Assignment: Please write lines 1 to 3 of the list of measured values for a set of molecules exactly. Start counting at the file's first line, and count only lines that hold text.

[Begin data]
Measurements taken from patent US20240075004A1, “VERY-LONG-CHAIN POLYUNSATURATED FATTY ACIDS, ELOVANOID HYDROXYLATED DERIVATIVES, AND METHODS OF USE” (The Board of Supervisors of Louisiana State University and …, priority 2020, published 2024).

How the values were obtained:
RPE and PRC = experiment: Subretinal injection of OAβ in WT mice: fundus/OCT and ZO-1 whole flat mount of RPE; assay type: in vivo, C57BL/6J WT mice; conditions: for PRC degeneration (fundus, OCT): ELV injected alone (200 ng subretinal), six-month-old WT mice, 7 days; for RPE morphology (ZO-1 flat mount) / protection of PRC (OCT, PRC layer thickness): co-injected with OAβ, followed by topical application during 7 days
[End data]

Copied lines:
Measurements taken from patent US20240075004A1, “VERY-LONG-CHAIN POLYUNSATURATED FATTY ACIDS, ELOVANOID HYDROXYLATED DERIVATIVES, AND METHODS OF USE” (The Board of Supervisors of Louisiana State University and …, priority 2020, published 2024).

How the values were obtained:
RPE and PRC = experiment: Subretinal injection of OAβ in WT mice: fundus/OCT and ZO-1 whole flat mount of RPE; assay type: in vivo, C57BL/6J WT mice; conditions: for PRC degeneration (fundus, OCT): ELV injected alone (200 ng subretinal), six-month-old WT mice, 7 days; for RPE morphology (ZO-1 flat mount) / protection of PRC (OCT, PRC layer thickness): co-injected with OAβ, followed by topical application during 7 days